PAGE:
Although he strives for simplicity through his projects, there is a strong emphasis on creating extraordinary physical sensations for people experiencing the space. His design philosophy also revolves around the relationship between architecture and nature. He also promoted the concept of ‘critical regionalism’ to allow humans to connect with the most raw, original form of nature through architecture.
How can or will architects of the present times overcome the ‘Climatic Catastrophes’ to safeguard the community at large for the safe future of the generations to come?
Over the past decade, the dire need for change in mentality, practices and approach has become apparent. With the rapidly deteriorating state of the world’s climate and environment, architectural firms around the world are keeping sustainability and environmental response at the forefront of their practices.
The architects of present time and aspiring architects have faced the consequences of climate change first-hand, which encourages them to be the force of change. I, as an aspiring architect, strive to be part of an enlightened and forward-thinking architectural community that creates this change and practices sustainable design. By incorporating such mindful practices – both newly discovered and ones that were practiced by our ancestors, we can safeguard the ability of future generations to be successful, without compromising that of our own.
Briefly write about your University and Course.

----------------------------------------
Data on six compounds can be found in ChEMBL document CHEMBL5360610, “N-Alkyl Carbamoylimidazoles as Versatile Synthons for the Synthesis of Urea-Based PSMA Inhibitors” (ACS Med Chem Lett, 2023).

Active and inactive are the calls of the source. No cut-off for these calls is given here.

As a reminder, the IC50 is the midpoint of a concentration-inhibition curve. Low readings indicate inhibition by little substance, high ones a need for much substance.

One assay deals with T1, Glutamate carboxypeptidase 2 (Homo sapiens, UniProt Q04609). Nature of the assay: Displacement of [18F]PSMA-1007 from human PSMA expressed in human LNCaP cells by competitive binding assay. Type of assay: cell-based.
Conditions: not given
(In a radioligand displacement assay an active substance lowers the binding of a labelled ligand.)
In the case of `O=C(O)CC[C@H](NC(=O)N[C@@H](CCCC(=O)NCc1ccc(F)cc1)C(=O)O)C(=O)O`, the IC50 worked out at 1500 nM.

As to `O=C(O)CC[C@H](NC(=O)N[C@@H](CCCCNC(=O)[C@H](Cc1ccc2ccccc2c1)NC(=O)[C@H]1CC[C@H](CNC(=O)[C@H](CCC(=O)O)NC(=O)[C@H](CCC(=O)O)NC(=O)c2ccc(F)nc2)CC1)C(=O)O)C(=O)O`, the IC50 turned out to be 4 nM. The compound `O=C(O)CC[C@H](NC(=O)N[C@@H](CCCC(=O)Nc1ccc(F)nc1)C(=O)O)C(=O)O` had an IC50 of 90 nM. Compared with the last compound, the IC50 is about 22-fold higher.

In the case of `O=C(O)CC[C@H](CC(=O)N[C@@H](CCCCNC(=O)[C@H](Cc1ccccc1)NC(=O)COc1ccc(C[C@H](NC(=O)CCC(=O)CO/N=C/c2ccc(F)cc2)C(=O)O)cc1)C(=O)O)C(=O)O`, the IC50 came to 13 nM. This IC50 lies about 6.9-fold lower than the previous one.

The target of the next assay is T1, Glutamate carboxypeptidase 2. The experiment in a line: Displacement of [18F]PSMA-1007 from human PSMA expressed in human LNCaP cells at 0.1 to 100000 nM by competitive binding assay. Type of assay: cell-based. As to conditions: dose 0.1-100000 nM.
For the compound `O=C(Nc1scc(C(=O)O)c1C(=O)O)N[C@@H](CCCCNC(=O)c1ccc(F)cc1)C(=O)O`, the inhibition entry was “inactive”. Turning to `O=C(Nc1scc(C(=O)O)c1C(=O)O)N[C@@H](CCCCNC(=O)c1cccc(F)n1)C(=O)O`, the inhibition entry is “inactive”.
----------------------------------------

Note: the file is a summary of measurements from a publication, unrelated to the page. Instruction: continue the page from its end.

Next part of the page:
I am currently entering my 5th year at California Polytechnic State University, San Luis Obispo, California, United States pursuing a major in ‘Architecture’ and minor in ‘Sustainable Environments’. The program also encourages students to study abroad and gain international exposure. I was privileged to have the opportunity to study abroad in Rome, Italy for 3-4 months. Cal Poly is one of the top architecture colleges in the country that boasts of its ‘learn by doing’ approach allowing students to gain a very realistic and hands-on approach towards architecture.
Which significant aspects of the global platform www.zerobeyond.com did you liked the most, and why?
I genuinely appreciate the diversity that is represented on this global platform. There is diversity not only in the cultures and backgrounds of those represented, but also diversity in the professional standings. I appreciate that there is a strong emphasis on students of the newer generation, as they are going to be the force of change. I am grateful to be given the opportunity to be represented on such a diverse and inspiring platform!
Image Courtesy: Rishika Gokhale